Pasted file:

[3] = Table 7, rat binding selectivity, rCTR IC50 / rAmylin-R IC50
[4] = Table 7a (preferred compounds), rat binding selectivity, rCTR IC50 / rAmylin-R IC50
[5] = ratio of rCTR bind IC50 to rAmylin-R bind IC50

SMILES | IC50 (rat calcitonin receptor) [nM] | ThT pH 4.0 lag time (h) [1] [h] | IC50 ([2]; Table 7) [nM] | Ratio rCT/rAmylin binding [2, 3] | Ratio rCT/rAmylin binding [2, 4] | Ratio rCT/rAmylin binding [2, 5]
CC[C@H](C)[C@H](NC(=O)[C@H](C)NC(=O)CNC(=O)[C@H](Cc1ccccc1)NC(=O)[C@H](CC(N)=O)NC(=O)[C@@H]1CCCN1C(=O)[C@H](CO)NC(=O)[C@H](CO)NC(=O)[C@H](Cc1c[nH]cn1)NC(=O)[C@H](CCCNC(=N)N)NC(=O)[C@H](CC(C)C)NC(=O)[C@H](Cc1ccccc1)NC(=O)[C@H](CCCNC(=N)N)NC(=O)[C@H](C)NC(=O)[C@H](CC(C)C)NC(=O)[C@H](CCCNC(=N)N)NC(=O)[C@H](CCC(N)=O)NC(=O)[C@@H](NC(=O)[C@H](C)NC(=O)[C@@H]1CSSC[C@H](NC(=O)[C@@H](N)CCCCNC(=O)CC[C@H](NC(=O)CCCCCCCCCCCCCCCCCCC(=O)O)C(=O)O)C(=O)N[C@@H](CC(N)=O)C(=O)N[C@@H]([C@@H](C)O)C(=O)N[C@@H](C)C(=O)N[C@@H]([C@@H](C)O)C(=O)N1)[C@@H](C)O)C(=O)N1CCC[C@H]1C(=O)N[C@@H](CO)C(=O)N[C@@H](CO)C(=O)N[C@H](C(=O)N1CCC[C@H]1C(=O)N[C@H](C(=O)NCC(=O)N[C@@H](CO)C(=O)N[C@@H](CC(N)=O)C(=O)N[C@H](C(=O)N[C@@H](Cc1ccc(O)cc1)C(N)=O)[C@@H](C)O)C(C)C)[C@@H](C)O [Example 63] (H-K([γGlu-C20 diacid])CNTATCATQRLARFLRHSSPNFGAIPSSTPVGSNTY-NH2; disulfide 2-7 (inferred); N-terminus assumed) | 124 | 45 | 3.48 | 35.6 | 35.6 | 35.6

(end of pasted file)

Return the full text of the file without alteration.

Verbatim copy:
[3] = Table 7, rat binding selectivity, rCTR IC50 / rAmylin-R IC50
[4] = Table 7a (preferred compounds), rat binding selectivity, rCTR IC50 / rAmylin-R IC50
[5] = ratio of rCTR bind IC50 to rAmylin-R bind IC50

SMILES | IC50 (rat calcitonin receptor) [nM] | ThT pH 4.0 lag time (h) [1] [h] | IC50 ([2]; Table 7) [nM] | Ratio rCT/rAmylin binding [2, 3] | Ratio rCT/rAmylin binding [2, 4] | Ratio rCT/rAmylin binding [2, 5]
CC[C@H](C)[C@H](NC(=O)[C@H](C)NC(=O)CNC(=O)[C@H](Cc1ccccc1)NC(=O)[C@H](CC(N)=O)NC(=O)[C@@H]1CCCN1C(=O)[C@H](CO)NC(=O)[C@H](CO)NC(=O)[C@H](Cc1c[nH]cn1)NC(=O)[C@H](CCCNC(=N)N)NC(=O)[C@H](CC(C)C)NC(=O)[C@H](Cc1ccccc1)NC(=O)[C@H](CCCNC(=N)N)NC(=O)[C@H](C)NC(=O)[C@H](CC(C)C)NC(=O)[C@H](CCCNC(=N)N)NC(=O)[C@H](CCC(N)=O)NC(=O)[C@@H](NC(=O)[C@H](C)NC(=O)[C@@H]1CSSC[C@H](NC(=O)[C@@H](N)CCCCNC(=O)CC[C@H](NC(=O)CCCCCCCCCCCCCCCCCCC(=O)O)C(=O)O)C(=O)N[C@@H](CC(N)=O)C(=O)N[C@@H]([C@@H](C)O)C(=O)N[C@@H](C)C(=O)N[C@@H]([C@@H](C)O)C(=O)N1)[C@@H](C)O)C(=O)N1CCC[C@H]1C(=O)N[C@@H](CO)C(=O)N[C@@H](CO)C(=O)N[C@H](C(=O)N1CCC[C@H]1C(=O)N[C@H](C(=O)NCC(=O)N[C@@H](CO)C(=O)N[C@@H](CC(N)=O)C(=O)N[C@H](C(=O)N[C@@H](Cc1ccc(O)cc1)C(N)=O)[C@@H](C)O)C(C)C)[C@@H](C)O [Example 63] (H-K([γGlu-C20 diacid])CNTATCATQRLARFLRHSSPNFGAIPSSTPVGSNTY-NH2; disulfide 2-7 (inferred); N-terminus assumed) | 124 | 45 | 3.48 | 35.6 | 35.6 | 35.6